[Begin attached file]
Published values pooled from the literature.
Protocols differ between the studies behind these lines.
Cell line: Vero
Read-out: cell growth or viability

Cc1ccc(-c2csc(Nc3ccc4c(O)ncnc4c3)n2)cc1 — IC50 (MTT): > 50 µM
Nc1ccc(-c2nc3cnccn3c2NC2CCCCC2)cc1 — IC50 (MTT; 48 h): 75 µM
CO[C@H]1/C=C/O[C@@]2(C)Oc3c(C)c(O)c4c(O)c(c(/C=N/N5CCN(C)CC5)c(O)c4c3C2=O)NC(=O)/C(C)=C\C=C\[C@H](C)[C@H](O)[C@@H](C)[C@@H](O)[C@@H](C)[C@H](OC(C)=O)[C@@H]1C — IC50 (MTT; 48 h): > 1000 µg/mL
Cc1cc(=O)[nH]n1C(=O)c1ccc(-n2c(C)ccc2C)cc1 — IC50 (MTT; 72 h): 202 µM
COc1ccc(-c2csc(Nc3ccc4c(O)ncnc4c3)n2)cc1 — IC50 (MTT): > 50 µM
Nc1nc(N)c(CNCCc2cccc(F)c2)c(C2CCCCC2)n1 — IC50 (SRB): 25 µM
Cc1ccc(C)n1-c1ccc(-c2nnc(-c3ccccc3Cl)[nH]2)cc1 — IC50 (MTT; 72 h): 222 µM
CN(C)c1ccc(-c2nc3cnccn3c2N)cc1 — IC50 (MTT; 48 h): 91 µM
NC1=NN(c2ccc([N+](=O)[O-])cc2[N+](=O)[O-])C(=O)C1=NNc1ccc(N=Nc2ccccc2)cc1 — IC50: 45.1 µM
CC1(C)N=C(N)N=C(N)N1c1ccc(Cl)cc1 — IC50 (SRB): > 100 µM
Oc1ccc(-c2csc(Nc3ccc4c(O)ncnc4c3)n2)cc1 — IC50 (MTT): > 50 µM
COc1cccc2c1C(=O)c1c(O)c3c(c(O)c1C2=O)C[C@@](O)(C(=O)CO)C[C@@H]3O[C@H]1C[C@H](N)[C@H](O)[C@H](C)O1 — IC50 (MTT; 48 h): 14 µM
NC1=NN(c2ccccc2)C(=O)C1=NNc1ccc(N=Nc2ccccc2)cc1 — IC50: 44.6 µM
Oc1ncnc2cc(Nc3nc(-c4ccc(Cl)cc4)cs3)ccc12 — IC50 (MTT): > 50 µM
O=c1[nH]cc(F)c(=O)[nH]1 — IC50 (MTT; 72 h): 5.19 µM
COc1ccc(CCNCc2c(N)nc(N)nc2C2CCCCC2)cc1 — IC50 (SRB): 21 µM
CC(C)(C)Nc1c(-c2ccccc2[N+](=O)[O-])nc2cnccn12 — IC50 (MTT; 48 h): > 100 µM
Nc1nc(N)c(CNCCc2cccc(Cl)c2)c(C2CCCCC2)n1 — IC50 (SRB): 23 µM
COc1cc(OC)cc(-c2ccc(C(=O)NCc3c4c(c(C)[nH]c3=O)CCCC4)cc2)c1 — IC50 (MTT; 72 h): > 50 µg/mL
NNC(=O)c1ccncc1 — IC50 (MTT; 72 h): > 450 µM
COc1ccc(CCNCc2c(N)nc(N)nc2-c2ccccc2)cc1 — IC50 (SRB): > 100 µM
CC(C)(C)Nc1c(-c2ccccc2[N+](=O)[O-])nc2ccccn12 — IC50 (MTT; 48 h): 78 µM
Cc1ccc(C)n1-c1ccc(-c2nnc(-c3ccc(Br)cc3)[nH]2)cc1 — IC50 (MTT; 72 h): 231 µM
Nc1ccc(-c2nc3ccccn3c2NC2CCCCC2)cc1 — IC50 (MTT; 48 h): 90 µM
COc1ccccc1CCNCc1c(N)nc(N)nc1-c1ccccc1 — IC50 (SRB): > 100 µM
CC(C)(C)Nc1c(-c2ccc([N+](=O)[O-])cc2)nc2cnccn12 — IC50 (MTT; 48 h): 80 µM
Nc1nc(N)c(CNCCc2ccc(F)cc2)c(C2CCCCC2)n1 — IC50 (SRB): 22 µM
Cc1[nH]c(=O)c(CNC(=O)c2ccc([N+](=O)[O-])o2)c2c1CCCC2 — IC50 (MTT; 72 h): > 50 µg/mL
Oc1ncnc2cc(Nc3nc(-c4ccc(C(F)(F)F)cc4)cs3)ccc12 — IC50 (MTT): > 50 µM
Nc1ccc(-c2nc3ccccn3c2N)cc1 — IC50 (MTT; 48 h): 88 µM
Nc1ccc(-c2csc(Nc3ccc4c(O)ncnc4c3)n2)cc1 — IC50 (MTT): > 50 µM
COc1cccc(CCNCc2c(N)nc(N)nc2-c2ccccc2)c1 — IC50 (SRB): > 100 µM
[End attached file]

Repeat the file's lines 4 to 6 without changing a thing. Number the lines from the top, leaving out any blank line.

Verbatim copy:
Read-out: cell growth or viability

Cc1ccc(-c2csc(Nc3ccc4c(O)ncnc4c3)n2)cc1 — IC50 (MTT): > 50 µM
Nc1ccc(-c2nc3cnccn3c2NC2CCCCC2)cc1 — IC50 (MTT; 48 h): 75 µM